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Question: Will you support Gavin's new block size limit hard fork of 8MB by January 1, 2016 then doubling every 2 years?
1.  yes
2.  no

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Author Topic: Gold collapsing. Bitcoin UP.  (Read 1807051 times)
tvbcof
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June 20, 2015, 10:46:16 PM
 #26941

XT nodes now 147

if someone can provide an easy Ubuntu tute to switch from Core to XT that would be great.

Code:
make install

HTH.


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June 20, 2015, 11:02:52 PM
 #26942


I agree with him that the block size limit is an anti-spam feature and should be treated as such, but the question is why (for example) 20 MB of spam is considered acceptable now. I see no good reason to allow 20x as much spam, when little to nothing has been done to control spam in any other way.
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June 20, 2015, 11:28:02 PM
 #26943


I agree with him that the block size limit is an anti-spam feature and should be treated as such, but the question is why (for example) 20 MB of spam is considered acceptable now. I see no good reason to allow 20x as much spam, when little to nothing has been done to control spam in any other way.


according to the new XT code today, the max would be 8MB, with doubling every 2y if 75% miners up-version. 

you'd have to believe, for all the same reasons we've argued against for yrs, that a large miner would be willing to risk paying 8MB worth of spam tx fees for a prolonged period of time to try for the fuzzy goal of driving smaller miners out of business over an unspecified period of time, which may never come, and which comes at great risk to themselves from orphaning.  given that the top 5 Chinese miners have already told us they are stuck behind the GFC with poor connectivity, i'm not sure how they do this mythical attack.  trying to tap into the relay network apparently doesn't help. they've already told us flat out that 8MB is the max they can handle at this point and Gavin has demonstrated he is a mature negotiator and conceded this metric to them unlike the Blockstream ppl who always just say "NO".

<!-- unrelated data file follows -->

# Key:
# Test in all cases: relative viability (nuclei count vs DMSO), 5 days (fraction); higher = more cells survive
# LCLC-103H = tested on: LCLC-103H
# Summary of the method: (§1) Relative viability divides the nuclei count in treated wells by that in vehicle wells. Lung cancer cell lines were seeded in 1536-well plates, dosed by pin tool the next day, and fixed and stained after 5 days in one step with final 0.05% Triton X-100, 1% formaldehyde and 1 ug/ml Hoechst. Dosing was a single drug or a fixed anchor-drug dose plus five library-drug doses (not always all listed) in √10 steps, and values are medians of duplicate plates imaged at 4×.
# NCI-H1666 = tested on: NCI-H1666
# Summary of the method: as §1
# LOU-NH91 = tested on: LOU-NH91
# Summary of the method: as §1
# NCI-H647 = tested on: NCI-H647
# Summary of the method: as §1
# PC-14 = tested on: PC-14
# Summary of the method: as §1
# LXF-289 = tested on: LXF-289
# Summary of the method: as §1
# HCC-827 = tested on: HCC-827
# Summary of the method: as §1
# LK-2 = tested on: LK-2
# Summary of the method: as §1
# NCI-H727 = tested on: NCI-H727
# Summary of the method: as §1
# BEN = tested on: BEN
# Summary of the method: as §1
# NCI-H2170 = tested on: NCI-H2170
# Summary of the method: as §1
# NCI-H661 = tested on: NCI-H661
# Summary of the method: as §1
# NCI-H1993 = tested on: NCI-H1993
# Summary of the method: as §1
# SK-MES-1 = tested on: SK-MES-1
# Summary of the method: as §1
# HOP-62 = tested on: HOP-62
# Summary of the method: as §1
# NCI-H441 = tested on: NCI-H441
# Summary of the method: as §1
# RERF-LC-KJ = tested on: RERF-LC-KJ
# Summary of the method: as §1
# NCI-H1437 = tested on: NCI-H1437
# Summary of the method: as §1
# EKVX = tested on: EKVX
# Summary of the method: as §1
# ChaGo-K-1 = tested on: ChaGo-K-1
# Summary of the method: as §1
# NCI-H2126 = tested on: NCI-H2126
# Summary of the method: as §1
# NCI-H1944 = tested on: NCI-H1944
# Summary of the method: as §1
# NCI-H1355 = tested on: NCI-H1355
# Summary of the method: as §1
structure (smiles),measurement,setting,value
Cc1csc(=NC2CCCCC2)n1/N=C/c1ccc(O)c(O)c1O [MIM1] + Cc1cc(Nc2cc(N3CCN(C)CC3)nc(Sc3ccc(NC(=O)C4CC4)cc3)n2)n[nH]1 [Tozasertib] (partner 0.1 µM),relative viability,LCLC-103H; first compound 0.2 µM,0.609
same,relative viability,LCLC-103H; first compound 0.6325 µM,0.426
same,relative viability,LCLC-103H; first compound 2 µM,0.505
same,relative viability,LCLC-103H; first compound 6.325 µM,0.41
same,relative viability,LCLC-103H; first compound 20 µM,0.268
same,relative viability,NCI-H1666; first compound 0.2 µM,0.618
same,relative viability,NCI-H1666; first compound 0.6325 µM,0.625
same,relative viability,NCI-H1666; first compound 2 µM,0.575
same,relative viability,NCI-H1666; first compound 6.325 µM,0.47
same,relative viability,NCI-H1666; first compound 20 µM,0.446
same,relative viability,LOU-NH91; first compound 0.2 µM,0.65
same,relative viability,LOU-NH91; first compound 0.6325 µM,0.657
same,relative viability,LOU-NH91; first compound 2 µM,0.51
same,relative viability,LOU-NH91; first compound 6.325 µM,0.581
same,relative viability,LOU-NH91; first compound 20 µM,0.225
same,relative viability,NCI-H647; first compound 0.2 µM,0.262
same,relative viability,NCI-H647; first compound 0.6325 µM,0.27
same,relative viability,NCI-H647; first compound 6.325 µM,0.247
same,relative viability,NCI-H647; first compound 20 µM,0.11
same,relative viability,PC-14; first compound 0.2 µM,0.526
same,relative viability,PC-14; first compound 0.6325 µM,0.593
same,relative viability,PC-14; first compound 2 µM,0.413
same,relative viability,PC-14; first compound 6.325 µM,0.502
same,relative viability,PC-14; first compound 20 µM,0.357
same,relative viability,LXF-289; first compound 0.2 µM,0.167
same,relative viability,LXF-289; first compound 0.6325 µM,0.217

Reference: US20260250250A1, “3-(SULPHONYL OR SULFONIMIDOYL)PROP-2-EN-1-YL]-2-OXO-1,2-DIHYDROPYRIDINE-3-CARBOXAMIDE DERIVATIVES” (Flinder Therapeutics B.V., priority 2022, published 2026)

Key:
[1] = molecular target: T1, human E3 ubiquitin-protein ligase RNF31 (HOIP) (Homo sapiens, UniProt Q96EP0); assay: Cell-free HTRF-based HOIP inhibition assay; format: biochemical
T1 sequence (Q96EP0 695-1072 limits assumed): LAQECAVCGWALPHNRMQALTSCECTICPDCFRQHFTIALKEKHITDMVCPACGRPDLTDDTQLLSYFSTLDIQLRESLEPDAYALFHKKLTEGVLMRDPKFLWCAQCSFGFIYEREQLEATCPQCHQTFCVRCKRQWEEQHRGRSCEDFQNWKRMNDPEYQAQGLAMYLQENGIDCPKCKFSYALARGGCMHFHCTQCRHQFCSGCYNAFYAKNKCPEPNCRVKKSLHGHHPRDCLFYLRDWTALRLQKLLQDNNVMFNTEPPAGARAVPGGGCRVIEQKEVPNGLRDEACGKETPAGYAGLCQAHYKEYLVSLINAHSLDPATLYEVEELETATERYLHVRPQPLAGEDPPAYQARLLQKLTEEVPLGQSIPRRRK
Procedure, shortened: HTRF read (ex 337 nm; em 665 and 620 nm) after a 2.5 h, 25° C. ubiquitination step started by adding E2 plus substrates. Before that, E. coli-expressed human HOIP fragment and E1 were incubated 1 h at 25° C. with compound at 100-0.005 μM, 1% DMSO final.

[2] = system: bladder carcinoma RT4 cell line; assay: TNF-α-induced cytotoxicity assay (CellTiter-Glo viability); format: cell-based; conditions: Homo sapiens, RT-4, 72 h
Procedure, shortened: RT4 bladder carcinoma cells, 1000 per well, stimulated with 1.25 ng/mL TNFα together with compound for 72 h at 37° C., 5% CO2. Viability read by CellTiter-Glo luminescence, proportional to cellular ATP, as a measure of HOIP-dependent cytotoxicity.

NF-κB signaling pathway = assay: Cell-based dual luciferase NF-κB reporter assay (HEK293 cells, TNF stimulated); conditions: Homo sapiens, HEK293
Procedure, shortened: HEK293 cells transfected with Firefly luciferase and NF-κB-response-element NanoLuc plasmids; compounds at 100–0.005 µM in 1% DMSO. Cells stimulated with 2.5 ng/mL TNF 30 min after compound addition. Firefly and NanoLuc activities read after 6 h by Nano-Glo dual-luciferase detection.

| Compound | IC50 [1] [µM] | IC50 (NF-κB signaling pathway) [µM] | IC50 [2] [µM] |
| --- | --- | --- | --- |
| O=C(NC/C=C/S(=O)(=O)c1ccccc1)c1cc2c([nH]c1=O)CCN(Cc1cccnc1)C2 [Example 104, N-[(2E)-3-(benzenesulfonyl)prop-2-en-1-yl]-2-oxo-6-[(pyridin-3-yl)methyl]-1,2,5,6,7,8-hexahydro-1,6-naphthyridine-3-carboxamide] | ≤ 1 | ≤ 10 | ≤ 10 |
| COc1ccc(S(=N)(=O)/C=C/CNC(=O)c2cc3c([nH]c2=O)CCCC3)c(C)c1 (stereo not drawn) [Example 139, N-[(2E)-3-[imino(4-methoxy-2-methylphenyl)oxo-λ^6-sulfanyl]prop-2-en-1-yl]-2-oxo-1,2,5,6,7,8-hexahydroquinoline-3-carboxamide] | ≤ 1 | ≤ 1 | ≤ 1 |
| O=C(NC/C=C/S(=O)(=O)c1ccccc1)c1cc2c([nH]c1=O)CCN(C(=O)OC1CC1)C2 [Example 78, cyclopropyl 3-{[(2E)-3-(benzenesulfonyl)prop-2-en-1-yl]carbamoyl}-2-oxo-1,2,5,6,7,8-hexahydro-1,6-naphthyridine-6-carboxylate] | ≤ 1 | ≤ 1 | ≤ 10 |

if a user wants to spam 8MB worth of stress tx's it will cost them 8x as much as today.  expensive?  maybe, maybe not.  but at least they will be paying good fees to miners who will be happy with that.  the real question is can they sustain that spam for any length of time.  we'll just have to see.  then the question is why hasn't anybody done that yet?  i think it's also important to note that if someone tries this attack, it's reasonable to expect that miners and other users will react.  either by jacking tx fees even exorbitantly higher or blocking the offending ip address.  point being, no one is just going to stand aside and watch a spammer destroy the network.
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June 20, 2015, 11:29:02 PM
 #26944


Excellent and timely post by Kondrad!  Impressive--I recall he also posted a comprehensive article on sidechains, shortly after the Blockstream white paper was published.  

Run Bitcoin Unlimited (www.bitcoinunlimited.info)
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June 20, 2015, 11:30:23 PM
 #26945


Excellent and timely post by Kondrad!  Impressive--I recall he also posted a comprehensive article on sidechains, shortly after the Blockstream white paper was published.  

yeah, it's a killer and extremely bad news for the 1MB folk.
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June 20, 2015, 11:34:12 PM
 #26946


Excellent and timely post by Kondrad!  Impressive--I recall he also posted a comprehensive article on sidechains, shortly after the Blockstream white paper was published.